“Shooting a movie is like a stagecoach trip. At first you hope for a nice ride. Then you just hope to reach your destination.” Early in the film, director Ferrand, played by François Truffaut, says this in a voice-over of ‘Day for Night’. A lot of the film illustrates this point. We are on the set of ‘Meet Pamela’. ‘Meet Pamela’ is a love and revenge story, about a man falling in love with daughter-in-law. We get to know the cast and crew of ‘Meet Pamela’. Julie Baker(Jacqueline Bisset), a second generation Hollywood star whose nervous breakdown she’s recovering from causes insurance problems; Alphonse (Jean-Pierre Léaud),a very jealous, very neurotic French actor who’s so madly in love with a girl he organizes the job of the script for her just to have her near; Alexandre(Jean-Pierre Aumont), a veteran actor who played many lovers in his life, but is actually a closet homosexual; Severine (Valentina Cortese), an Italian actress with an alcohol problem who used to play opposite Alexandre frequently in her career, but hasn’t talked to him in years.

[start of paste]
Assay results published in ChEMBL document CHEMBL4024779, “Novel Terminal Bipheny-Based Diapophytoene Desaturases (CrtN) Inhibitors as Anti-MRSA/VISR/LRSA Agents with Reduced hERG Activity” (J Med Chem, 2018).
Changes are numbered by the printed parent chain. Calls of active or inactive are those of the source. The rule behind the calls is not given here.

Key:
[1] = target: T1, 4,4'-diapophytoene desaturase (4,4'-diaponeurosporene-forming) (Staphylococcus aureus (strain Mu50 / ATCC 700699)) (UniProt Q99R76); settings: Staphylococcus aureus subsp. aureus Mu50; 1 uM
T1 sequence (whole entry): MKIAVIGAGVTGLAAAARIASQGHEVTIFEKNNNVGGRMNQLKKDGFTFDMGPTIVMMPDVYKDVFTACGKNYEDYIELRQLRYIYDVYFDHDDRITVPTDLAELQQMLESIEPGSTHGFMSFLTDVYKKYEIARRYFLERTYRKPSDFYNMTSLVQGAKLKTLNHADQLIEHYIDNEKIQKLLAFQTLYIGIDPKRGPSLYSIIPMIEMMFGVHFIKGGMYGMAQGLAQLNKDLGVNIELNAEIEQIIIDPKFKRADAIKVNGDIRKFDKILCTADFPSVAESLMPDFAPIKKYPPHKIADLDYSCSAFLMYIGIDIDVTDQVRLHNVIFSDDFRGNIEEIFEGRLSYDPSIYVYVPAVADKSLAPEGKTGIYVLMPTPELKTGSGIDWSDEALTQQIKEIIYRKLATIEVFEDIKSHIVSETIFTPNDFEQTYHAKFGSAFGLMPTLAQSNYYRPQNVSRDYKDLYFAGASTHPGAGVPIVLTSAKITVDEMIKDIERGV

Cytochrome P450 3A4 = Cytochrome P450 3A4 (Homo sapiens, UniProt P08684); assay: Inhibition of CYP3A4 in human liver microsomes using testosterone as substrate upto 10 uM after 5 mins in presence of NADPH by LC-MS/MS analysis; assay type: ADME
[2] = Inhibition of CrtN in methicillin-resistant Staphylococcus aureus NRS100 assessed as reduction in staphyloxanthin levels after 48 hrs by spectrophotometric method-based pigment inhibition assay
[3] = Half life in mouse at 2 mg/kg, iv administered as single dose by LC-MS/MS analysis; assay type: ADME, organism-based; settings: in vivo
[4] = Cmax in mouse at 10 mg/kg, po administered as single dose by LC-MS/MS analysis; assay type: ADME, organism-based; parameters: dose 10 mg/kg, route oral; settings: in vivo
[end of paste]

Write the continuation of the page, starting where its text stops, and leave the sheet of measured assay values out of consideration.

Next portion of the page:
It is a film about making a film. It is also one of Truffaut’s most personal films. Day for Night” is Truffaut’s fondest, most compassionate film, and although it is packed with references to films and film people (Welles, Vigo, Fellini, Buñuel, among others), it’s not a particularly inside film. Bisset as Julie gives the film a bit of real heart as the one character who has something of a life beyond movies. Cortese is a treat, with both her sweetness and her lighter moments. Jean-Pierre Léaud is outstanding as selfish, spoiled Alphonse. Truffaut himself played the role of the director with a lot of confidence. “Day for Night” is an ensemble movie, showing how the many kinds of people on a film set surmount the many minor crises inherent in film-making.